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Adventurer
Adventurer
4,527 Views
Registered: ‎01-10-2014

Still more questions on Linux I2C driver

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Hello all!

 

I'm facing a strange problem while trying to communicate with EEPROM via PS I2C on Zedboard. I have ATC24C04 EEROM microscheme connecter to JE2 and JE3 pins of my Zedboard. 

I have enabled I2C0 in Vivado, done all the procedures for building Linux. I'm using kernel from Analog Devices git.

I have added a I2C entry to .dts:

 

ps7_i2c_0: ps7-i2c@e0004000 {
compatible = "xlnx,ps7-i2c-1.00.a";
bus-id = <1>;
input-clk = <111111111>;
i2c-clk = <100000>;
interrupt-parent = <&gic>;
interrupts = <0 25 0>;
reg = <0x1000 0xe0004000>;
#address-cells = <1>;
#size-cells = <0>;
};

 

The design I'm using already has I2C in PL for working with soundcard and it works well. So when Linux boots I see i2c-0 and i2c-1 in /dev folder but when i do i2cdetect -l (from i2c-tools packet) this is the output I see:

 

i2c-0 i2c xiic-i2c I2C adapter

 

It not PS I2C if I understand it right. I have already looked to .config and even configured and recompiled the kernel myself but it still doesn't work. What is wrong? Do I have to write something about my EEPROM microscheme in .dts? And if yes then what do I have to write? I'm some kind of desperate.

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1 Solution

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Scholar milosoftware
Scholar
6,564 Views
Registered: ‎10-26-2012

Re: Still more questions on Linux I2C driver

Jump to solution

 

You're missing an entry for the EEPROM, it should look like this:

 

 

        ps7_i2c_0: ps7-i2c@e0004000 {
            bus-id = <0>;
            clocks = <&clkc 38>;
            compatible = "cdns,i2c-r1p10";
            clock-frequency = <400000>;
            interrupt-parent = <&gic>;
            interrupts = <0 25 4>;
            reg = <0xe0004000 0x1000>;
            xlnx,has-interrupt = <0x0>;
            #address-cells = <1>;
            #size-cells = <0>;
            /* EEPROM */
            eeprom: eeprom@50 {
                compatible = "at24,24c04";
                reg = <0x50>;
            };
};

 

"0x50" is the default address (all "a" pins grounded) for the chip.

 

 

The syntax to scan the I2C bus is:

 

i2cdetect 0

 

This will show you what's on bus i2c-0.

 

You'll need to enable the EEPROM driver in the kernel, then you get a file called:

 

You're missing an entry for the EEPROM, it should look like this:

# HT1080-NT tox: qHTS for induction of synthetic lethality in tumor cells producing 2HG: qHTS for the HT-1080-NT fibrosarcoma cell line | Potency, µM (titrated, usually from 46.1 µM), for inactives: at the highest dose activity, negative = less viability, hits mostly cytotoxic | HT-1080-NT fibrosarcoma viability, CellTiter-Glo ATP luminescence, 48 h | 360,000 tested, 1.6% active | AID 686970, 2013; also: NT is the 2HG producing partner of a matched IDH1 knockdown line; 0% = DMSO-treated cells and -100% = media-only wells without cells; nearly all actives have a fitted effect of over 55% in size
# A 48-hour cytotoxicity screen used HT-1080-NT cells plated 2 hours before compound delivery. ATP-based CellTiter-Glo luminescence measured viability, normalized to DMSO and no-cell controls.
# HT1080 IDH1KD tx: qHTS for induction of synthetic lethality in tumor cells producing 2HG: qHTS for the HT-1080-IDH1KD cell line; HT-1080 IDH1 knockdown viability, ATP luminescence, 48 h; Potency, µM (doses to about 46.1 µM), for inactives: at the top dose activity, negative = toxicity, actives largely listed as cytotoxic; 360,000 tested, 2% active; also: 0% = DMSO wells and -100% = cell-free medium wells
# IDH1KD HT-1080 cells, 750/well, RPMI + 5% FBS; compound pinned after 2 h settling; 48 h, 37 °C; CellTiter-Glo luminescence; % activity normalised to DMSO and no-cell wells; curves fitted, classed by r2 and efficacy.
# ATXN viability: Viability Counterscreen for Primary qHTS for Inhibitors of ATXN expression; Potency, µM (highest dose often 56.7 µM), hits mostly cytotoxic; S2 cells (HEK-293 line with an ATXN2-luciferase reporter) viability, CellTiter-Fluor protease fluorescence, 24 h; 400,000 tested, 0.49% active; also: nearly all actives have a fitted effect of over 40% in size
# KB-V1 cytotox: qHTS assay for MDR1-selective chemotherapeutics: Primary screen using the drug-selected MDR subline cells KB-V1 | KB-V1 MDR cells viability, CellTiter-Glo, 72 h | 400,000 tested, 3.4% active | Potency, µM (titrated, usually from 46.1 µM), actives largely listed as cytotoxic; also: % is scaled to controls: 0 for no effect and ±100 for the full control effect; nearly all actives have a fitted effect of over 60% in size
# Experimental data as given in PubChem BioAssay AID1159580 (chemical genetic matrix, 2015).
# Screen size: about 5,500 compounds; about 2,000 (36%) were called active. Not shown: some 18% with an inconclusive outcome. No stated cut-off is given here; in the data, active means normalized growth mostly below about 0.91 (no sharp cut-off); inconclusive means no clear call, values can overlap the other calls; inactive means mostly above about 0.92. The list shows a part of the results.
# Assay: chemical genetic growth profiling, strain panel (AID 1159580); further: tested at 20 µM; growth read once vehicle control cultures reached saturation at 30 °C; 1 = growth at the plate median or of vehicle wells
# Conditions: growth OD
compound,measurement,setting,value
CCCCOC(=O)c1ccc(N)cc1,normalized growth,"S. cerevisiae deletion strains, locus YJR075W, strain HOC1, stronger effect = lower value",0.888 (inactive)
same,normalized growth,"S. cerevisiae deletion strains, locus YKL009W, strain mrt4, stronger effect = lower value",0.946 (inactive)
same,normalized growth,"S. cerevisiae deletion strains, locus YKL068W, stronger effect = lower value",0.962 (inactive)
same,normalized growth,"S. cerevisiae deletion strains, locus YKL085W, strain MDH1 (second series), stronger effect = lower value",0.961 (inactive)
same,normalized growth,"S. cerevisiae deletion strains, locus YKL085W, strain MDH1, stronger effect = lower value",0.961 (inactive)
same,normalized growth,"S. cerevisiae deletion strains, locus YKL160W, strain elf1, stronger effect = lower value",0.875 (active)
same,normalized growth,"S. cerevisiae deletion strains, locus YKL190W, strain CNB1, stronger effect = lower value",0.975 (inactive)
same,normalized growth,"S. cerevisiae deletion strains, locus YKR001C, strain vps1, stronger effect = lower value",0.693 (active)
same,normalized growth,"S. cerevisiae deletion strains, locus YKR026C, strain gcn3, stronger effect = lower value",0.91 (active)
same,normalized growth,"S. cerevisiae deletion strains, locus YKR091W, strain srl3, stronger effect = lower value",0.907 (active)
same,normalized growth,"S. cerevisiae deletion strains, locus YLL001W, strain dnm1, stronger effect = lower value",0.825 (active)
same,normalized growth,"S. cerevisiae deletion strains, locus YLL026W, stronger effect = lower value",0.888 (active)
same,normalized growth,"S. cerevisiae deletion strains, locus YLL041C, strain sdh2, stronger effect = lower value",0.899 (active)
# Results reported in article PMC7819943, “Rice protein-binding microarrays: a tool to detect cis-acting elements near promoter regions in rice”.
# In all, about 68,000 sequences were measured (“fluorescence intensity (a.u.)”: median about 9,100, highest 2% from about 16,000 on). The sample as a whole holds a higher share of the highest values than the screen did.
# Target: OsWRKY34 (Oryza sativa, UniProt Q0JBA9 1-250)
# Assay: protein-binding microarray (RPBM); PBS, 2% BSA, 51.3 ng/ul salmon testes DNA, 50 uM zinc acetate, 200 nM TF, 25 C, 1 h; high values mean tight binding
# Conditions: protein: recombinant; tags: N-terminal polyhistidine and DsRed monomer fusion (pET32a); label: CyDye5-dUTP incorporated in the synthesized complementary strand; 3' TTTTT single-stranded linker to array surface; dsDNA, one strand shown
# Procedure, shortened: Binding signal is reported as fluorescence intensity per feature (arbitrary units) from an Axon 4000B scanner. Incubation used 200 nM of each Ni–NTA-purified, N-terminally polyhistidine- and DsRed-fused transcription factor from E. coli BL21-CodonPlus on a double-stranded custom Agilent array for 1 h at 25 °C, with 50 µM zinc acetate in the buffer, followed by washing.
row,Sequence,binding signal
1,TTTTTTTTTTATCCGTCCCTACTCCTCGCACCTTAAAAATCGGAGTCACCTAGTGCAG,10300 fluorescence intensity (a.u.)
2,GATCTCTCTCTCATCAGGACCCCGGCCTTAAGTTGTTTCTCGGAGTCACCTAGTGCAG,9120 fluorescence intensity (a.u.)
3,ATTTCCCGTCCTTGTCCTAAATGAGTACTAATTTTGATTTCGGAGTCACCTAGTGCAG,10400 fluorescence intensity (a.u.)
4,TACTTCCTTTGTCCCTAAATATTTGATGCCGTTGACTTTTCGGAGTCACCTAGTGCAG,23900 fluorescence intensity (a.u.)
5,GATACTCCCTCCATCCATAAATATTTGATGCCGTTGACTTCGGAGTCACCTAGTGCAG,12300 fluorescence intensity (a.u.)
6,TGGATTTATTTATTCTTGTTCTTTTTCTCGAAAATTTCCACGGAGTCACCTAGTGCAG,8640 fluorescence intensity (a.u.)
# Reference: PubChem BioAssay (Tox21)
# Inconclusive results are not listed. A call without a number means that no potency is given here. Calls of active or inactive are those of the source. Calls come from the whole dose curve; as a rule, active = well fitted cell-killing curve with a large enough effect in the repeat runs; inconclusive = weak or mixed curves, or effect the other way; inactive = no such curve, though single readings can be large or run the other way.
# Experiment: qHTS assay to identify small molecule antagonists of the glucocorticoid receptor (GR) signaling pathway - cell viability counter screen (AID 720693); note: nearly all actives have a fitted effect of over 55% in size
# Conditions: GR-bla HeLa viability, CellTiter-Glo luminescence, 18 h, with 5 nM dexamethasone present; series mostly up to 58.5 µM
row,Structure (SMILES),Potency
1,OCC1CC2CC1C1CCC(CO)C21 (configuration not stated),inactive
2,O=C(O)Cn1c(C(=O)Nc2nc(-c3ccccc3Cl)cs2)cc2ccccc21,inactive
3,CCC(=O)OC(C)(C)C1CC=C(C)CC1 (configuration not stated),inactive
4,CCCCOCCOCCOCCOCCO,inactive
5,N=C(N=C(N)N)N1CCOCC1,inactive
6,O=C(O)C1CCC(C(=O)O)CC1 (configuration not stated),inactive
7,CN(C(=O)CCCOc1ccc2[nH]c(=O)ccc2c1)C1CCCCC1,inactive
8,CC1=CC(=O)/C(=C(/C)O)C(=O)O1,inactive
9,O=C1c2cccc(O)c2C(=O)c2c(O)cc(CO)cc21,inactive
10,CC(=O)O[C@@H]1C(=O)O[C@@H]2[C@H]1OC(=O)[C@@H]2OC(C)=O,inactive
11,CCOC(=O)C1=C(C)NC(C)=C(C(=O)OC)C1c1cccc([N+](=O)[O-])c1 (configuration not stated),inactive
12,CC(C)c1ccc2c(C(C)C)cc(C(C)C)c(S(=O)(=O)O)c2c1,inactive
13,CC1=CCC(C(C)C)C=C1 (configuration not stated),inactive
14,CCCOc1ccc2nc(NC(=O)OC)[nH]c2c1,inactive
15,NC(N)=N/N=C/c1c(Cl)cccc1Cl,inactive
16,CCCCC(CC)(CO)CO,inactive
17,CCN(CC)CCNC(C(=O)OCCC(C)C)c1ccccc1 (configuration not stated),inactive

ps7_i2c_0: ps7-i2c@e0004000 {
            bus-id = <0>;
            clocks = <&clkc 38>;
            compatible = "cdns,i2c-r1p10";
            clock-frequency = <400000>;
            interrupt-parent = <&gic>;
            interrupts = <0 25 4>;
            reg = <0xe0004000 0x1000>;
            xlnx,has-interrupt = <0x0>;
            #address-cells = <1>;
            #size-cells = <0>;
            /* EEPROM */
            eeprom: eeprom@50 {
                compatible = "at24,24c04";
                reg = <0x50>;
            };
};

 

"0x50" is the default address (all "a" pins grounded) for the chip.

 

 

The syntax to scan the I2C bus is:

 

i2cdetect 0

 

This will show you what's on bus i2c-0.

 

You'll need to enable the EEPROM driver in the kernel, then you get a file called:

/sys/bus/i2c/devices/0-0050/eeprom

 

You can read/write this file as if it were a local file, and the kernel will transfer it via I2C to the chip and vice versa for you.

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2 Replies
Scholar milosoftware
Scholar
6,565 Views
Registered: ‎10-26-2012

Re: Still more questions on Linux I2C driver

Jump to solution

 

You're missing an entry for the EEPROM, it should look like this:

 

 

        ps7_i2c_0: ps7-i2c@e0004000 {
            bus-id = <0>;
            clocks = <&clkc 38>;
            compatible = "cdns,i2c-r1p10";
            clock-frequency = <400000>;
            interrupt-parent = <&gic>;
            interrupts = <0 25 4>;
            reg = <0xe0004000 0x1000>;
            xlnx,has-interrupt = <0x0>;
            #address-cells = <1>;
            #size-cells = <0>;
            /* EEPROM */
            eeprom: eeprom@50 {
                compatible = "at24,24c04";
                reg = <0x50>;
            };
};

 

"0x50" is the default address (all "a" pins grounded) for the chip.

 

 

The syntax to scan the I2C bus is:

 

i2cdetect 0

 

This will show you what's on bus i2c-0.

 

You'll need to enable the EEPROM driver in the kernel, then you get a file called:

 

You're missing an entry for the EEPROM, it should look like this:

 

 

        ps7_i2c_0: ps7-i2c@e0004000 {
            bus-id = <0>;
            clocks = <&clkc 38>;
            compatible = "cdns,i2c-r1p10";
            clock-frequency = <400000>;
            interrupt-parent = <&gic>;
            interrupts = <0 25 4>;
            reg = <0xe0004000 0x1000>;
            xlnx,has-interrupt = <0x0>;
            #address-cells = <1>;
            #size-cells = <0>;
            /* EEPROM */
            eeprom: eeprom@50 {
                compatible = "at24,24c04";
                reg = <0x50>;
            };
};

 

"0x50" is the default address (all "a" pins grounded) for the chip.

 

 

The syntax to scan the I2C bus is:

 

i2cdetect 0

 

This will show you what's on bus i2c-0.

 

You'll need to enable the EEPROM driver in the kernel, then you get a file called:

/sys/bus/i2c/devices/0-0050/eeprom

 

You can read/write this file as if it were a local file, and the kernel will transfer it via I2C to the chip and vice versa for you.

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Adventurer
Adventurer
4,509 Views
Registered: ‎01-10-2014

Re: Still more questions on Linux I2C driver

Jump to solution
Yes, finally that works!!!
Thank you very much!!
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